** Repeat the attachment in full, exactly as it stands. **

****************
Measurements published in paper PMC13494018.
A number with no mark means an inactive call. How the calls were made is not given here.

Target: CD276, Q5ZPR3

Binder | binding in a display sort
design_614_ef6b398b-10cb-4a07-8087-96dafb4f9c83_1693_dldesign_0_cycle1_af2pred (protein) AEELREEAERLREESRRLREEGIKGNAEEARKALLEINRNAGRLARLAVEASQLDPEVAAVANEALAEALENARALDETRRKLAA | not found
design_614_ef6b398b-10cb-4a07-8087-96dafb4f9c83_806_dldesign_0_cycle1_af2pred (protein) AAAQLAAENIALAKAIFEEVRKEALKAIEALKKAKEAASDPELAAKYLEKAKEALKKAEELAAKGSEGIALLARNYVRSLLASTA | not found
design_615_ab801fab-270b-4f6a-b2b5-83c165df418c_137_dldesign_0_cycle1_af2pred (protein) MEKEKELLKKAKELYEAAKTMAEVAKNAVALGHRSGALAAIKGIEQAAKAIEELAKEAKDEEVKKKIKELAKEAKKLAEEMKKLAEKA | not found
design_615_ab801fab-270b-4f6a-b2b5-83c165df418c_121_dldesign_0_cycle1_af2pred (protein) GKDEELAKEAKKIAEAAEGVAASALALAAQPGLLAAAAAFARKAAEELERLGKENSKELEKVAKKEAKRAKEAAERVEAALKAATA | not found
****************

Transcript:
Measurements published in paper PMC13494018.
A number with no mark means an inactive call. How the calls were made is not given here.

Target: CD276, Q5ZPR3

Binder | binding in a display sort
design_614_ef6b398b-10cb-4a07-8087-96dafb4f9c83_1693_dldesign_0_cycle1_af2pred (protein) AEELREEAERLREESRRLREEGIKGNAEEARKALLEINRNAGRLARLAVEASQLDPEVAAVANEALAEALENARALDETRRKLAA | not found
design_614_ef6b398b-10cb-4a07-8087-96dafb4f9c83_806_dldesign_0_cycle1_af2pred (protein) AAAQLAAENIALAKAIFEEVRKEALKAIEALKKAKEAASDPELAAKYLEKAKEALKKAEELAAKGSEGIALLARNYVRSLLASTA | not found
design_615_ab801fab-270b-4f6a-b2b5-83c165df418c_137_dldesign_0_cycle1_af2pred (protein) MEKEKELLKKAKELYEAAKTMAEVAKNAVALGHRSGALAAIKGIEQAAKAIEELAKEAKDEEVKKKIKELAKEAKKLAEEMKKLAEKA | not found
design_615_ab801fab-270b-4f6a-b2b5-83c165df418c_121_dldesign_0_cycle1_af2pred (protein) GKDEELAKEAKKIAEAAEGVAASALALAAQPGLLAAAAAFARKAAEELERLGKENSKELEKVAKKEAKRAKEAAERVEAALKAATA | not found